Ellipticals Flywheel: Most Important Features Explained 👀

Elliptical Machine Flywheel Explained

The Importance of the Flywheel on Elliptical Trainers

The quality of a flywheel can make or break your workout experience. We have already written about the importance of the stride length in ellipticals. The flywheel is another one of the most important parts of an elliptical machine. But what is the flywheel? It is the piece that moves when you apply pressure to the pedals and move the hand grips and controls the degree of smoothness you feel.

The heavier an elliptical flywheel is, the smoother and quieter it operates because the extra weight helps it spin efficiently. Ellipticals trainers in general have flywheels ranging from as low as 10 pounds to 50 pounds, but most home ellipticals will have a flywheel that starts around 13 pounds.

The drive belt connects the flywheel to the pedals. Higher quality belts have grooves, so the energy transfer between the pedals and the flywheel remains steady and efficient. Drive belts with more grooves reduce the amount of slippage you feel while using the elliptical.

Resistance on an elliptical is controlled by a magnetic brake that applies pressure to the flywheel as they move closer to each other. The larger the magnetic brake, the more contact there is between it and the flywheel. The larger size provides a consistent rate of resistance and improves the lifespan of your elliptical.

There are three different types of ellipticals, depending on where the flywheel is placed. The location can impact functionality, durability, and other vital factors.

front drive elliptical

Front Drive Ellipticals

A front drive elliptical, also known as a front drive trainer, is when the flywheel or drive system is located in the elliptical front with the user’s weight placed directly behind it. 

With the flywheel placed in the front of an elliptical, the user tends to lean forward when using the machine, similar to their position when using a stair climber. Front drive ellipticals feel similar to walking or climbing uphill, which can be beneficial for someone looking to replicate a climbing sensation during their workout.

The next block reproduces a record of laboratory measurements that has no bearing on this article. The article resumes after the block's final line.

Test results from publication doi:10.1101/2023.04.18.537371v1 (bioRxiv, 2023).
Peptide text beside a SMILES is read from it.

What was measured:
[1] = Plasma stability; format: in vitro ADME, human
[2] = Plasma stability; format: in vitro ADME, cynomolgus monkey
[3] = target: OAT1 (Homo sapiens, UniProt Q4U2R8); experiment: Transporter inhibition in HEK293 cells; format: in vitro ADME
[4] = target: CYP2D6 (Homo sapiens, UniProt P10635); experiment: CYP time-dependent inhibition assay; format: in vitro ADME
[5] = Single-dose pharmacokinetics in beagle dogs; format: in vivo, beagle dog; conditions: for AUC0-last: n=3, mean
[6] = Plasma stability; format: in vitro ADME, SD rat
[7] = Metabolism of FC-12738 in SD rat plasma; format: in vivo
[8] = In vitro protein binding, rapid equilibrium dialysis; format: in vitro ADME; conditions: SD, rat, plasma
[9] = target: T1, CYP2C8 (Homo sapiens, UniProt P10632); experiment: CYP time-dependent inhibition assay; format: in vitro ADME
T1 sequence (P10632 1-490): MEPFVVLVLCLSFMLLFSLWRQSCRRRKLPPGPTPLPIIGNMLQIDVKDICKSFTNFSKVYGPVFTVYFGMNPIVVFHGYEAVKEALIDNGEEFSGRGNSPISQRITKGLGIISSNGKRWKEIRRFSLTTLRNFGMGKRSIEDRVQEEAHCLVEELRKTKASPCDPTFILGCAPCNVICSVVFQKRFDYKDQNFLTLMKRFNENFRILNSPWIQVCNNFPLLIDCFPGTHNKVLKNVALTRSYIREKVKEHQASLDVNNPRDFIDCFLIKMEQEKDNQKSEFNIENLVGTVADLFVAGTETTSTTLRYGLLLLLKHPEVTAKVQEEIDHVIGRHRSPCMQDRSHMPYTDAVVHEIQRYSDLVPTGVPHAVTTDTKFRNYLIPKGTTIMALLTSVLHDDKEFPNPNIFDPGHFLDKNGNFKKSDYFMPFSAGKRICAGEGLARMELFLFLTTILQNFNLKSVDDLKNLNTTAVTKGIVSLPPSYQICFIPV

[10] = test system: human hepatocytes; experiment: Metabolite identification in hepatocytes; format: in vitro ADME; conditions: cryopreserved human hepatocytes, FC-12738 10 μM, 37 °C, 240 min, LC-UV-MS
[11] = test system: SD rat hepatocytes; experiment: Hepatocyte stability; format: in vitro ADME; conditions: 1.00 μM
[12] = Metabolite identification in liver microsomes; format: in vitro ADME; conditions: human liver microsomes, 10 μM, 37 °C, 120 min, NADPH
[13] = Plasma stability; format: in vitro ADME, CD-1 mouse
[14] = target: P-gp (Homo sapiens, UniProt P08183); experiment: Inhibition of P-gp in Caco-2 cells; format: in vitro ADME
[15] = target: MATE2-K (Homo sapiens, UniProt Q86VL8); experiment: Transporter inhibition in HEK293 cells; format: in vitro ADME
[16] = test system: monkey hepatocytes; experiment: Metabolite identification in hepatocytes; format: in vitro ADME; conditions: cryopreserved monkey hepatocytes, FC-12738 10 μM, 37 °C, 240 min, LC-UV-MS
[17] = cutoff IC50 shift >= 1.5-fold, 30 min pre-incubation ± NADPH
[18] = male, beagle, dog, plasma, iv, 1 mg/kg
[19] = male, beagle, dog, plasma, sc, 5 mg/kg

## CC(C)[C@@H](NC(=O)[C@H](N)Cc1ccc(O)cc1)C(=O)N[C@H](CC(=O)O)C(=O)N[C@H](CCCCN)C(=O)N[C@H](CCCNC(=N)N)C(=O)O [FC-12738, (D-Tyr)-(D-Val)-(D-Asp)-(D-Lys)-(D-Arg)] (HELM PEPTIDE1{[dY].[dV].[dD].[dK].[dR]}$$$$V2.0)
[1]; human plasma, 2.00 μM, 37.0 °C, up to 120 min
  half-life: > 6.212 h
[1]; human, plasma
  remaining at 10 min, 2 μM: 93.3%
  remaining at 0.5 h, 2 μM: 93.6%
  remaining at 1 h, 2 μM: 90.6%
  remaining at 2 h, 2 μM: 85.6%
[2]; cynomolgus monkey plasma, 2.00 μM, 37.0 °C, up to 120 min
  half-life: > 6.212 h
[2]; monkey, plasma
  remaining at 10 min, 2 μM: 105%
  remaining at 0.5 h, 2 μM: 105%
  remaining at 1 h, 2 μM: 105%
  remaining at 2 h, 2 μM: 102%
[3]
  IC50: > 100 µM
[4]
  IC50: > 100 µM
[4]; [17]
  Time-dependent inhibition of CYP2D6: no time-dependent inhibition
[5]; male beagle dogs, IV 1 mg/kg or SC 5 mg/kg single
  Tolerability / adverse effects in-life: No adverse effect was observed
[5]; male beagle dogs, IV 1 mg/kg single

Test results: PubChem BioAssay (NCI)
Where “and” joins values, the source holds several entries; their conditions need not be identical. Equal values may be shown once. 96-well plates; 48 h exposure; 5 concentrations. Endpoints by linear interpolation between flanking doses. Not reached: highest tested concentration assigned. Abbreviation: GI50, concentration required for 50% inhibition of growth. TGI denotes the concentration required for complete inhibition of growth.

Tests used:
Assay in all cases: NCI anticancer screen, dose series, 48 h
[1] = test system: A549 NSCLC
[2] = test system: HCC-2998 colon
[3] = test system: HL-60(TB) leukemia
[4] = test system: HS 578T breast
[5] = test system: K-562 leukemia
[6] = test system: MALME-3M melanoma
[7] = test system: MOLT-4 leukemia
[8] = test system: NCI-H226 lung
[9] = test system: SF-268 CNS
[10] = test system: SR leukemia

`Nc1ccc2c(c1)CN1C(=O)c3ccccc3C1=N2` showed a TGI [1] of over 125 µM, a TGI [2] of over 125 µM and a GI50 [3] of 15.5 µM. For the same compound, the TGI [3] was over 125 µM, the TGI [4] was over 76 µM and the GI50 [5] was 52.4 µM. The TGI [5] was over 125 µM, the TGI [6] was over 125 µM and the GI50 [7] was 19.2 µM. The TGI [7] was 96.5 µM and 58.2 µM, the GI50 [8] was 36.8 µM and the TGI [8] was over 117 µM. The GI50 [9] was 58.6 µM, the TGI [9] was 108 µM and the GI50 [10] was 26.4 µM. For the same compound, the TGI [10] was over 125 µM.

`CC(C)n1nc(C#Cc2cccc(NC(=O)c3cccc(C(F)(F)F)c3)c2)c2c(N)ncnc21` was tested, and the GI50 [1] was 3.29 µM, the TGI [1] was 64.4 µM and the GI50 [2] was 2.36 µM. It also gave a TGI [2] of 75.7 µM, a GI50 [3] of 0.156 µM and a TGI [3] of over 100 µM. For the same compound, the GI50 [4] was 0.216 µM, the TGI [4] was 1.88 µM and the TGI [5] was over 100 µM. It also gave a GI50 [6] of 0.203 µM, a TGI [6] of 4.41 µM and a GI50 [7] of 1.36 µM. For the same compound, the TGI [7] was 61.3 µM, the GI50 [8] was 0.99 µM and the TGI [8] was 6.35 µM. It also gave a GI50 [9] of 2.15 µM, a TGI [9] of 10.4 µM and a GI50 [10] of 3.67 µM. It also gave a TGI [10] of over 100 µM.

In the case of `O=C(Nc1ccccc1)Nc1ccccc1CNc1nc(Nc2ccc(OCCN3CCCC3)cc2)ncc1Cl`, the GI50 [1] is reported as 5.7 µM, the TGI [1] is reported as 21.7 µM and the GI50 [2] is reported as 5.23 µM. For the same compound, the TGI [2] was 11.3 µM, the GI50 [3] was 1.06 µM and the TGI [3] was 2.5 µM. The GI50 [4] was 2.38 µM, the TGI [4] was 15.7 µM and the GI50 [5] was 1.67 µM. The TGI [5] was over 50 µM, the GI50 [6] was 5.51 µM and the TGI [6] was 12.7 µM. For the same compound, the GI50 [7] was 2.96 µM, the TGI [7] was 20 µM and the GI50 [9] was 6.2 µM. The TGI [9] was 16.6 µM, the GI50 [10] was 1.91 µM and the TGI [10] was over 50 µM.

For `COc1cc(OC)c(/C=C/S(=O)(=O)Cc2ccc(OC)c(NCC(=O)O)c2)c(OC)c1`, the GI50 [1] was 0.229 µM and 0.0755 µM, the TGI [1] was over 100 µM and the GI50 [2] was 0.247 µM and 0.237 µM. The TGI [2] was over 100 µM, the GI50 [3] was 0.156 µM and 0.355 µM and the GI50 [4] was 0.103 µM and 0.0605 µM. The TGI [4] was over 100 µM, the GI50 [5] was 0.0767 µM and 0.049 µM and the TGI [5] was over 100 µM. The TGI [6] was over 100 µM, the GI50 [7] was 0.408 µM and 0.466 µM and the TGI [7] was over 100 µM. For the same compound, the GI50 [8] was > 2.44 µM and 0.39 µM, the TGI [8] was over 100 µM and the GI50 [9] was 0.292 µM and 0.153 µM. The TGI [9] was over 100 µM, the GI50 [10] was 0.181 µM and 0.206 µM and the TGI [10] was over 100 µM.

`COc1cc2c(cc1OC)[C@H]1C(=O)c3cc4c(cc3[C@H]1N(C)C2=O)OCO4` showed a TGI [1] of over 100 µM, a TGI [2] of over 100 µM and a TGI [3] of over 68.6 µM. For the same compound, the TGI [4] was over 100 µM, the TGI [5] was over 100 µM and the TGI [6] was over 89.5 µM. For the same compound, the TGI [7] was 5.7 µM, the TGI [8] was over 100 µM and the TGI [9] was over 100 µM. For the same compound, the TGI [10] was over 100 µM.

Front drive ellipticals are commonly found in most households as they are less expensive but still reliable for the price point. Since front drive ellipticals have more moving parts than the other models, they may require more maintenance.

Front drive ellipticals, as opposed to rear drive ellipticals, typically have articulating pedals that adapt to the user’s stride with a change in their angle. This is considerably more comfortable than rear drive ellipticals with static pedals that don’t provide an ergonomic benefit.

Front drive ellipticals also are more compact and tend to take up less space.

Take a moment to go through some front drive ellipticals that we have reviewed:

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BXE226 Elliptical from Bowflex
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Bowflex BXE226 Elliptical

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Bowflex LateralX LX3
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Bowflex LateralX LX3

rear drive elliptical

Rear Drive Ellipticals

The direct opposite of the front drive ellipticals, rear drive ellipticals have the flywheel or drive system located in the back of the trainer with the user’s weight placed in front of it.

With the elliptical flywheel located in the rear, the trainer is more level and feels flatter than a front drive elliptical. This feels more like traditional walking or jogging to the user. Many rear drive ellipticals offer incline options, but they don’t perform as well as the incline options provided with a front drive elliptical.